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FMCSA lifts restrictions on CDL knowledge test proctors

New guidance seen as complement to upcoming entry-level driver training regulation

Guidance could help speed new CDLs. (Photo: Jim Allen/FreightWaves)

Trucking regulators have issued new guidance that strips away confusion over CDL testing standards and could help deploy entry-level drivers faster.

The guidance filed on Wednesday by the Federal Motor Carrier Safety Administration goes into effect on Thursday. It will allow third-party testers to administer the knowledge portion of CDL tests for all classes and endorsements without a state examiner present.

That seemed to contradict guidance first issued in 1993, and most recently reissued in 2019, stating that the third-party testing provision in FMCSA regulations applies only to the skills portion of the testing procedure.

However, “FMCSA has reconsidered this guidance and concludes that nothing in the agency’s current authorities … prohibits states from permitting third party testers to administer CDL knowledge tests” for all classes and endorsements, according to the new document. “[State driver licensing agencies] may accept the results of knowledge tests administered by third party testers in accordance with existing knowledge test standards and requirements.”

P. Sean Garney, co-director, Scopelitis Transportation Consulting, believes the updated guidance will be welcomed by training schools that have been calling on FMCSA and states to expand third-party testing options for years to alleviate backlogs in the driver credentialing process.

“I think this will be particularly helpful in light of the Entry-level Driver Training rules that are set to be implemented [on Monday],” Garney told FreightWaves.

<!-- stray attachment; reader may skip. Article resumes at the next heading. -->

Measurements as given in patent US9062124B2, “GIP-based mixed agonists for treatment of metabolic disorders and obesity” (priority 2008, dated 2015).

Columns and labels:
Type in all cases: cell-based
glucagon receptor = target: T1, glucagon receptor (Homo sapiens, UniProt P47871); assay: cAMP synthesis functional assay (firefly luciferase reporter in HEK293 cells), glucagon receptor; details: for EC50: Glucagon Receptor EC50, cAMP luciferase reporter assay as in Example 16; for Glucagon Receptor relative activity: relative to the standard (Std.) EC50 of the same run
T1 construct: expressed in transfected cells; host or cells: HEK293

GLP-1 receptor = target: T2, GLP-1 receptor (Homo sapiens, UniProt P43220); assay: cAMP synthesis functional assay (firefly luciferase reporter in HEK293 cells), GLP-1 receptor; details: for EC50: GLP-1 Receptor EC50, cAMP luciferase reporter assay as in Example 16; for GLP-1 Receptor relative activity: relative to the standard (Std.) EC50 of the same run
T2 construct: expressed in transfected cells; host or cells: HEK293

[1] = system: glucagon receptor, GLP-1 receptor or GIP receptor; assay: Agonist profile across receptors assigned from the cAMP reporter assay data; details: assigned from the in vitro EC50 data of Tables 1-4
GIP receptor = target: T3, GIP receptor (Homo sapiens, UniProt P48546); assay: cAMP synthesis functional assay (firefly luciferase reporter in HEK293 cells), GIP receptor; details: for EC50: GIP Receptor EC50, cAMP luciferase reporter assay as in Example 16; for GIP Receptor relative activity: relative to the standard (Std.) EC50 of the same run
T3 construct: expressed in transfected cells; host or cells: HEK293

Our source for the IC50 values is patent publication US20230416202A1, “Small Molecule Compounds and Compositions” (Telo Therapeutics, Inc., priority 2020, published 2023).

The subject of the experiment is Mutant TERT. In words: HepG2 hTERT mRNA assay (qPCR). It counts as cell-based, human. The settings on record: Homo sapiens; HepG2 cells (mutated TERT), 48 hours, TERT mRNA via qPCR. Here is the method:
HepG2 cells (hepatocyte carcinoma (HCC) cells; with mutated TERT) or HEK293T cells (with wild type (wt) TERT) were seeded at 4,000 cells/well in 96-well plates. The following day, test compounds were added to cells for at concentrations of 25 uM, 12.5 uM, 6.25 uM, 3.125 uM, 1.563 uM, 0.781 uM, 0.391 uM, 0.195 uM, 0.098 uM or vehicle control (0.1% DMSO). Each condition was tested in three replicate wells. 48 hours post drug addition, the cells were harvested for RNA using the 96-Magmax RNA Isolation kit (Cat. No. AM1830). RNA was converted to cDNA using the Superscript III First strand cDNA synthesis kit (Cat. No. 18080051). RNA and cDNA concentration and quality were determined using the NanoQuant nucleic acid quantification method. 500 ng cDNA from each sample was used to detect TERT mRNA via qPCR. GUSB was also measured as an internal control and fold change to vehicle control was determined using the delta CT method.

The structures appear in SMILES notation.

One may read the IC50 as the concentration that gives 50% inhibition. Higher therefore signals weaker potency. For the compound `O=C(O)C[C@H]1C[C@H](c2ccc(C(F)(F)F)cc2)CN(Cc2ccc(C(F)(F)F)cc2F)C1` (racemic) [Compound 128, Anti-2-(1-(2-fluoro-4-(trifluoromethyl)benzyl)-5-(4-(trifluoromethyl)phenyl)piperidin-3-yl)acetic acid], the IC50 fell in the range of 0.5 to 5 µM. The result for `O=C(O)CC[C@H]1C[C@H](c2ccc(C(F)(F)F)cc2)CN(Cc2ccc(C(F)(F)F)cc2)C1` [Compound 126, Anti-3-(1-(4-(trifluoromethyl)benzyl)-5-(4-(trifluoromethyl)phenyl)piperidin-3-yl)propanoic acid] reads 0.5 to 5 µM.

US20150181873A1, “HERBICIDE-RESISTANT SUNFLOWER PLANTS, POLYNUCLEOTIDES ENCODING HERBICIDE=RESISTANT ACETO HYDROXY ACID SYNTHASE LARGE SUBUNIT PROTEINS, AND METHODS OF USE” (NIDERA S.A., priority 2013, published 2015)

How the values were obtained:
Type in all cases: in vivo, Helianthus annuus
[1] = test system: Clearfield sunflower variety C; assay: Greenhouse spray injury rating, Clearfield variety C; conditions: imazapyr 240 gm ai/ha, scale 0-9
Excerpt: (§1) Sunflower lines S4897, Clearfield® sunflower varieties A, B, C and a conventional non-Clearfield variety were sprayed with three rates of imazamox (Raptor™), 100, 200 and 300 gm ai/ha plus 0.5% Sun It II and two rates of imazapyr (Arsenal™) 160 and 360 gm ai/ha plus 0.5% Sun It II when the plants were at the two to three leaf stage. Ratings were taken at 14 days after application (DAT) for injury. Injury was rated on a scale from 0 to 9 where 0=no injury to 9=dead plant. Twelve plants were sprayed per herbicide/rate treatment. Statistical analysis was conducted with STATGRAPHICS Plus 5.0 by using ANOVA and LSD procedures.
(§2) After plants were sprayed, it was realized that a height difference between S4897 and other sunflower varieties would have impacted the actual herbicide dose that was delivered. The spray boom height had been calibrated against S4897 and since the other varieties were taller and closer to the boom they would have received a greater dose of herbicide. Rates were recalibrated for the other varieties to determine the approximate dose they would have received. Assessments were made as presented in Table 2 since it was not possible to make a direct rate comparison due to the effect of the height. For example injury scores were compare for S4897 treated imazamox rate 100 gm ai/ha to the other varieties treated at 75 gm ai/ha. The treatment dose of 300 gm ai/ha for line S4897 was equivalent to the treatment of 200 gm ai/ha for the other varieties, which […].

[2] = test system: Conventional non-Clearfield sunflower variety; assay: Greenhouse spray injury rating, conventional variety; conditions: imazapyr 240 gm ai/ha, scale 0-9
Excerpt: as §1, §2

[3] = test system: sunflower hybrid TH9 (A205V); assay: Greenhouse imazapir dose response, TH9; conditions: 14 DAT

“In states that decide to allow this, drivers may be able to complete the entire CDL process at the truck driving school. They’ll be able to take the required theory training and then sit for the knowledge test quickly after. This will get them to range and road training more quickly and get [them] trucking sooner. The rules require CDL knowledge tests be developed using a standard bank of questions, so I see little risk in allowing a third party to proctor the exam.”

FMCSA’s updated guidance was issued the same day that legislation was introduced in Congress that contains a similar provision.

The Licensing Individual Commercial Exam-takers Now Safely and Efficiently (License) Act, introduced on Wednesday in both the House and the Senate, would make permanent an FMCSA waiver allowing third-party CDL skills test examiners previously authorized by the state to administer the CDL knowledge test as well, without completing a CDL knowledge test training course. The waiver was issued seven times in 2020 and 2021 to help prevent a shortage of truck drivers during the COVID-19 pandemic.

The License Act also would make permanent another waiver — also issued seven times during the pandemic — that allows a state to administer a driving skills test to any out-of-state CDL applicant regardless of where the applicant received driver training.

The waiver also allows a commercial learner’s permit (CLP) holder who already passed the CDL driving skills test to operate a commercial motor vehicle with an accompanying CDL holder in the sleeper berth. Current regulations require CLP holders to be accompanied by a licensed CDL holder in the front seat of the cab.

“From the onset of the pandemic, these waivers have reduced administrative burdens for Americans working towards obtaining their CDLs and pursuing careers in trucking,” commented Dan Horvath, VP of safety policy for the American Trucking Associations.

“It makes sense to continue to allow drivers looking to get their CDLs to be able to do so as frictionlessly as possible, while also maintaining the safety standards required of license seekers.”

Click for more FreightWaves articles by John Gallagher.

John Gallagher

Based in Washington, D.C., John specializes in regulation and legislation affecting all sectors of freight transportation. He has covered rail, trucking and maritime issues since 1993 for a variety of publications based in the U.S. and the U.K. John began business reporting in 1993 at Broadcasting & Cable Magazine. He graduated from Florida State University majoring in English and business.